Ectopic pregnancy missed by docs
An ectopic pregnancy which led to the death of the mother and her unborn child was dismissed as a urinary tract infection for months, a court heard yesterday.
Carla McAdam (28) was seven months pregnant and engaged to be married when she collapsed at her Bangor home in 2008, later dying in hospital with internal bleeding from a ruptured fallopian tube.
On the opening day of the inquest into her death, which is expected to last up to two weeks, senior coroner John Leckey heard evidence from Carla’s distraught family, including her mother Edna and fiancé Michael Reilly.
She appeared to have a hard lump on the right side of her abdomen, and was concerned that she was losing weight and didn’t have a prominent bump.
Her mother put Carla’s pain level at nine on a scale of one to 10, adding: “She was also very agitated, she was frightened. It was her first pregnancy and she didn’t really know what was happening to her.”
Carla was rushed to the accident and emergency unit at the Ulster Hospital, Dundonald, twice during her pregnancy.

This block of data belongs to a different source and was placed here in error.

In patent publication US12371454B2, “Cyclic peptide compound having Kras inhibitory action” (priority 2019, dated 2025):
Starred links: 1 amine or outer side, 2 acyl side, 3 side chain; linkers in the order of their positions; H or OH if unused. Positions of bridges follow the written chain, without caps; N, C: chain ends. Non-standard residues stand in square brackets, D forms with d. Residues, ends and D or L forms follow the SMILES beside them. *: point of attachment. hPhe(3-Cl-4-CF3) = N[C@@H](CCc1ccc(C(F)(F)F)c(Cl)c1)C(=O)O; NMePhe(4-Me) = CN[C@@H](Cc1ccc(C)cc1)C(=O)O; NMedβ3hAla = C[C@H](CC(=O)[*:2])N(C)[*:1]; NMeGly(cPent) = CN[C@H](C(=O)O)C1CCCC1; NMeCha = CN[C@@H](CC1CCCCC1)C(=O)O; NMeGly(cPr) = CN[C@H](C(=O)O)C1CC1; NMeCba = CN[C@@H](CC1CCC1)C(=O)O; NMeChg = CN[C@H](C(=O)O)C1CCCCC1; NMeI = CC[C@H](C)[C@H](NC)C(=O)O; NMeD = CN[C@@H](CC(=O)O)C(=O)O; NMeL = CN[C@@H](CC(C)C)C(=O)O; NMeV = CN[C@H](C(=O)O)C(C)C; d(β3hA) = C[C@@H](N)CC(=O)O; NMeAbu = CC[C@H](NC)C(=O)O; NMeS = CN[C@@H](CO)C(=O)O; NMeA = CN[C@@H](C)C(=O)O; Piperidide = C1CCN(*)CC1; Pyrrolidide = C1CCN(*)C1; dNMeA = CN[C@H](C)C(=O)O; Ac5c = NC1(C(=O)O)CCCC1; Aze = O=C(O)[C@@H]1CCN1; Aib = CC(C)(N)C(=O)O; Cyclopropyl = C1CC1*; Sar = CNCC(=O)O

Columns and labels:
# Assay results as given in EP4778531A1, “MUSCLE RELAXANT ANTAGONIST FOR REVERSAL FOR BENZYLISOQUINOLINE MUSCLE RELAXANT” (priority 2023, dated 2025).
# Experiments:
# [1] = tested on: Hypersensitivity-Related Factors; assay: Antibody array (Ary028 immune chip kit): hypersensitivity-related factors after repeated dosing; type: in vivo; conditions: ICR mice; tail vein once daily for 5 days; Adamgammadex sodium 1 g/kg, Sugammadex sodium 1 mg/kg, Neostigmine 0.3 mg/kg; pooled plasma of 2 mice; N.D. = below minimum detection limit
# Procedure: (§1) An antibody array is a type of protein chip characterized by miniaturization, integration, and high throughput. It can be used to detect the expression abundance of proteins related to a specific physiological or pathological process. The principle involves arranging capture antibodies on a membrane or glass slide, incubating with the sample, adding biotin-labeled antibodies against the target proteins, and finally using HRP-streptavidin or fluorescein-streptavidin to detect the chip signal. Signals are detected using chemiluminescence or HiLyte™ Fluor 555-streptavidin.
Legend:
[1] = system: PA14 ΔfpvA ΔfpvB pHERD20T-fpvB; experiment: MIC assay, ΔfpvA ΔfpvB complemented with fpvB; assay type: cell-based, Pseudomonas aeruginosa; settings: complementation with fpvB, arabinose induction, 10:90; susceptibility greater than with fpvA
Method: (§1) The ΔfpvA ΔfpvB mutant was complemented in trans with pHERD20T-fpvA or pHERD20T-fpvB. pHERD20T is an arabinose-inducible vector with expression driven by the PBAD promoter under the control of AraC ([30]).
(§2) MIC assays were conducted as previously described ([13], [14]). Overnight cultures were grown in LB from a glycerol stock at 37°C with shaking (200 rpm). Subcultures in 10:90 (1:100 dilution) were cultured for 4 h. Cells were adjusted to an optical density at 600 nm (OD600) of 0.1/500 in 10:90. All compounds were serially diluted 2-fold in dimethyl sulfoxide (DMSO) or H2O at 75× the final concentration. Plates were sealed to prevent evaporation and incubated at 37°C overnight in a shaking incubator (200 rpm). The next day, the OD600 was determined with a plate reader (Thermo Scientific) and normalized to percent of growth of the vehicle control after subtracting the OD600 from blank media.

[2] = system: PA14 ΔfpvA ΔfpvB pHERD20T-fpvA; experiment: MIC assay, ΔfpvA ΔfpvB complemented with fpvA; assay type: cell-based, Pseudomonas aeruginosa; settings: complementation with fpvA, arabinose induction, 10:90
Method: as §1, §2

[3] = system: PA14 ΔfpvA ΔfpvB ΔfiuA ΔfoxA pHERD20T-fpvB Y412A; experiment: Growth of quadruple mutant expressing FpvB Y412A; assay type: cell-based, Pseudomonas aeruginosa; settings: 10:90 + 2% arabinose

Neither time was she checked for an ectopic pregnancy, but told urinary tract infections were common among pregnant women and was the likely cause of her pain.
However, on the morning of September 25, 2008, an ambulance was called to the couple’s Bangor home. Carla was in severe pain and extremely distressed.
“She was screaming in pain,” said a visibly upset Michael. “She was fighting for breath and screaming.”
When paramedics arrived she lost consciousness and was taken to hospital where she died within 15 minutes of losing her baby.
Only a few months before, the couple had been referred to foetal medicine specialist Dr Paul Fogarty after a routine scan showed some anomalies. Mr Reilly claimed he was made to “feel like an idiot” when he asked if it could be an ectopic pregnancy.
This was contested by the legal team representing the South Eastern Health and Social Care Trust.